Throughout the entire negotiating process, you will gain the upper hand and strengthen your position if you reinforce relevant points. Your counterpart may be astounded by the thoroughness and strength of your position.
Maintain Your Advantage
Strength refers to the process of influencing the outcome of your negotiations. Once you have gained the upper hand, strengthen your advantage by reminding your counterpart of the many disadvantages of rejecting your proposal. This often motivates others to reconsider their position. Pointing out the disadvantages they will experience also helps to avoid deadlock and strengthen the relationship between parties involved.
Reiterate Key Points
Continue to stress your key points, encouraging questions to clarify your position. Be aware of the nonverbal messages you are sending by using positive body language (that you learned in Lesson 7). Reiterate your key points in an assertive, not aggressive style.
Focus on Issues
If you are not comfortable negotiating, the entire process can be stressful. You may become anxious about the outcome and how that will reflect on you. You never know what tactics your counterparts will use throughout the process.
Focusing on issues will prevent you from taking comments personally, which could cause you to weaken your position. Restate your position firmly if necessary, and refrain from criticizing your counterpart.
You can not control what others will say or do during the process of negotiating. Another person involved in the process may become antagonistic, tempers may flare, and some negotiators may even resort to personal insults. The only thing you can control is how you react throughout the entire process. You have 100% control over your reactions, and often the best choice is to choose NOT to react. It is very empowering to realize you CAN control your reactions. This often throws others off because they were convinced arrogance and aggressive behavior would help them gain the upper hand.
It can be difficult to strengthen your position when your counterparts point out mistakes in your data or position. Rather than gloss over mistakes, acknowledge them immediately, which allows you to proceed with confidence.
When I sold real estate, we got to the closing table and realized the estimated closing costs for the buyer were higher than I had quoted. Rather than have the buyer walk away from the table, I immediately offered to cover the increased amount out of my commission. I admitted my error and offered the concession to guarantee a positive outcome.
The buyer was impressed by my immediate action and, as a result, sent me many future clients. In addition, the following year, I sold this person an office building for his business. Mistakes will happen, you are not perfect, but when they do, take a deep breath, stand back, and consider your long-term goals. Your willingness to compromise can be a constructive tactic to reach an agreement that benefits everyone.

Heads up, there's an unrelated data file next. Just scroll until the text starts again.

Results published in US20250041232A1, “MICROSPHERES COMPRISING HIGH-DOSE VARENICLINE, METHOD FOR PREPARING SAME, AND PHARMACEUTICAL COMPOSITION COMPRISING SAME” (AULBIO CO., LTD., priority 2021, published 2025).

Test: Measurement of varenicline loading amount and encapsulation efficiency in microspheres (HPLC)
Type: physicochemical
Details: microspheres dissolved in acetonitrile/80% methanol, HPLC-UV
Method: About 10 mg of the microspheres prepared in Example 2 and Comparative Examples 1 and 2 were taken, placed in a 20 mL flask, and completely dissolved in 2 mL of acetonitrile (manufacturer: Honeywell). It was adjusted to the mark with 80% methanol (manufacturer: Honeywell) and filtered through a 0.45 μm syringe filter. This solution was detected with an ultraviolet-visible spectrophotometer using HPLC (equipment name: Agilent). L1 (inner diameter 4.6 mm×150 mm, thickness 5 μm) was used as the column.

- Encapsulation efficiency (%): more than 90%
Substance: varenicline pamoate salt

Weaken Your Opposition
While you are focused on strengthening your position, look for ways you can weaken your counterparts' position at the same time. The best way to achieve this is to question the validity of their information. Look for weaknesses or mistakes in their statistics, the omission of facts, hidden agendas, or errors of logic. However, refrain from personally attacking another individual.
I am sure you have watched a sporting event where a team is losing, and then one great play puts momentum behind the team, and they end up winning. When your opposition loses momentum when they are responding to weaknesses or mistakes, you can diminish their influence in the negotiation process while you stress the advantages of your position.
Least Amount of Interest
There is one more thing I want you to consider. It is often the person with the least amount of interest in the outcome, that ends up in a position of strength. The best negotiations occur when both parties are equally motivated to create a long-term relationship. They are both willing to compromise immediate gains to benefit from an ongoing relationship. A healthy marriage is a great example of this type of relationship.
However, most negotiations occur outside of long-term relationships. The way you handle the negotiation will determine if you end up with a fair deal or regret the deal you make.
Let me share an example. The first time I bought a car, I shared the model of car I wanted to buy and shared my budget. I ended up with a car payment that was much higher than my budget because the salesperson knew the specific model of car I would buy. I conducted research AFTER my purchase and realized I had paid a much higher price than I should have for the car.
Three years later, when I purchased a car, I did not reveal my budget and looked at several different models of car. When I returned from a test drive, the salesperson quoted a price, I said that was way above my budget and started to walk away. At that point, the salesperson offered to talk to her manager to lower the price. We went back and forth until the price quote was what I had budgeted. I then mentioned I planned to trade in my car and knew the value of my car. This reduced the price even lower.
If you are willing to walk away, that can result in your strengthening your position during the process of negotiating. You will also strengthen your position if you implement ideas shared in this lesson.